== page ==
Appropriately, I finished the book just a few days before Thanksgiving, and as the wave of New Year's reflection, resolution, and planning breaks, I'll take this opportunity to thank you for reading and posting here. Benvenuto!


  1. "Eat, Pray, Love" is a great book to start with! I also found the Italy chapter pleasureable, but not my favorite "I" place. However, I enjoyed when in Italy we learn about her stuggle with the choices she has made. We learn that we may have many similarities or stuggles to her. We admire her for going it "alone" to find her authentic self. AND we understand why she gained weight, and don't blame her one bit, while in Italy.;)

  2. It's been awhile since I read EPL. At the time, I was going through an incredibly profound SHIFT in my life so there will always be that association. I have to look back on my journal to jog my memory about the specific quotes that resonated with me but I have to admit that because it was such a dark time, it's difficult to do. Yes, your tears are my prayers was significant for me because I was also learning about Compassion. I was also reading Start Where You Are by Pema Chodron, which introduced me to the idea that my suffering is what allows me to connect to the suffering of all. So even as my newly broken heart crippled me, there was a part of me that was sooooo deeply grateful for now being "more whole." I could never again be the cold obsidian, as I had been previously described. This place of excruciating pain was partly because of my own Present as well as the realization of my Past. I had caused the same pain (if not more) in others, unknowingly and callously. I had to forgive myself, just like Liz did on the island of Gili Meno. I had to take into my heart the parts that I was most ashamed of and that were difficult to look at. For me, they were the parts that were cruel.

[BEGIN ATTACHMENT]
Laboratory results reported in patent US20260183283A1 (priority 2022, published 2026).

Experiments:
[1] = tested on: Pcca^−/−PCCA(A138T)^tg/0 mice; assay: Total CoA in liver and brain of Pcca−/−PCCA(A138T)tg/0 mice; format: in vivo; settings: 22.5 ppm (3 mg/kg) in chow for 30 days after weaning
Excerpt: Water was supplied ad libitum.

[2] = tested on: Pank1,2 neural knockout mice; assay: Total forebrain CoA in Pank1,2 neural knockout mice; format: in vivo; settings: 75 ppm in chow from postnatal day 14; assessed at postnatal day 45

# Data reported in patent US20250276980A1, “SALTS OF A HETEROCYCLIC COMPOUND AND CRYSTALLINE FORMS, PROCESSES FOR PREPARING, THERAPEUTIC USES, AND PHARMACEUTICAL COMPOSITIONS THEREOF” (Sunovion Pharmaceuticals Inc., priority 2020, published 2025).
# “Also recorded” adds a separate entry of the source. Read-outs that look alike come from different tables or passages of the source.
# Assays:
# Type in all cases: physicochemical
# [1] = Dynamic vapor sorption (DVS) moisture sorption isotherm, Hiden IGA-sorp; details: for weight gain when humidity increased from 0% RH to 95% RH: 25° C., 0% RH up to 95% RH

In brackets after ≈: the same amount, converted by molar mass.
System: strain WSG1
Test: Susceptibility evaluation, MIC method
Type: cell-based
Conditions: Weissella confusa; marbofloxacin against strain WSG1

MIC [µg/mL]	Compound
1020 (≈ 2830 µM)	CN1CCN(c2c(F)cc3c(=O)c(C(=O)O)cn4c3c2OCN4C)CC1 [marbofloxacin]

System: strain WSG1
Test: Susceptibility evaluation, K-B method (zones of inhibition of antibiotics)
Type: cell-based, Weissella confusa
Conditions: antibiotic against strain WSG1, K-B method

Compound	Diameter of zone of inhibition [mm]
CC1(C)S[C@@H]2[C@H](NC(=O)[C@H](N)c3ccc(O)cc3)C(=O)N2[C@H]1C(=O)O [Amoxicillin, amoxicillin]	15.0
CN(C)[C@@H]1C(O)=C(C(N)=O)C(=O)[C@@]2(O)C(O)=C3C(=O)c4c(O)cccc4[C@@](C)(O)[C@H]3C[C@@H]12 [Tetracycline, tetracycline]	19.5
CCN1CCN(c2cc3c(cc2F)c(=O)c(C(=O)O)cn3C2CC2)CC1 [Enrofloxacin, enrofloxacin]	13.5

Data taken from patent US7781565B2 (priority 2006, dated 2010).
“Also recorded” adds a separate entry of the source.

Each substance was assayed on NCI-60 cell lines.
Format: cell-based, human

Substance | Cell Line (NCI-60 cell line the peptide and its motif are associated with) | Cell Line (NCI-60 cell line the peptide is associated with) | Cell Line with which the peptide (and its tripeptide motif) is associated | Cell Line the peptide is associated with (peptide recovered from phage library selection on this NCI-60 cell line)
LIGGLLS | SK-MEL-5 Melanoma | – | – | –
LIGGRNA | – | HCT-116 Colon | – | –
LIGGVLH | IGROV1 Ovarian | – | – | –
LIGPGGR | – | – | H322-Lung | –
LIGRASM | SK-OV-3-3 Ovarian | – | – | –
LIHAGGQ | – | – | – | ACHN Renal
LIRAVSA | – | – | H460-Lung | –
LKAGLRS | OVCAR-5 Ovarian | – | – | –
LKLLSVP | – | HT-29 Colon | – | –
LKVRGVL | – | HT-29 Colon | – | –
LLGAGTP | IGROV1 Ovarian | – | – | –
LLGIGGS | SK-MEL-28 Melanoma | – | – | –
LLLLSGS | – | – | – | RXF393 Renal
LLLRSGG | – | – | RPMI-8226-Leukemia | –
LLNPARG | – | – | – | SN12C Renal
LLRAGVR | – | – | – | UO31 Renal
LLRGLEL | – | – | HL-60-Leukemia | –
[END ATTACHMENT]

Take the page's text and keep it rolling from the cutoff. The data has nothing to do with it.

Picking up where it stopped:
I believe that this was around the same time as the dream. I had spent the evening in meditation. Chodron espouses the practice of Tonglen meditation, which is different than the style of meditation I had done in the past. Instead of breathing in good and breathing out bad, Tonglen instructs one to breathe IN suffering and breathe OUT love. Connect with the world's suffering and breathe out your love for the world. So I was contemplating how this, my breathing/love could possibly have an effect on anyone else, especially if they were geographically and emotionally separate from me. This is where my head was as I went to bed. In the morning, I got an email from someone geographically separate from me that said he had a dream, in which he stood before me and said, "Breathe out so I can breathe you in."

    In that line, "Your tears are my prayers." Whose tears and whose prayers? All. We are all one, in suffering and joy. Thich Nhat Hanh's "Interbeing."

    My life mirrors Liz. Then, I wrote in my journal, "This is the PRAY part."

  3. Nocksrocks, welcome! I look forward to your comments on India. Ria, your post reminded me of the Gates of Prayer High Holy Days text, there is a meditation with the words, "you are as close to me as breathing, yet you are farther than the farthermost star."

    Tomorrow (or later tonight) I'll post my thoughts on India.

  4. thank you for favouret posting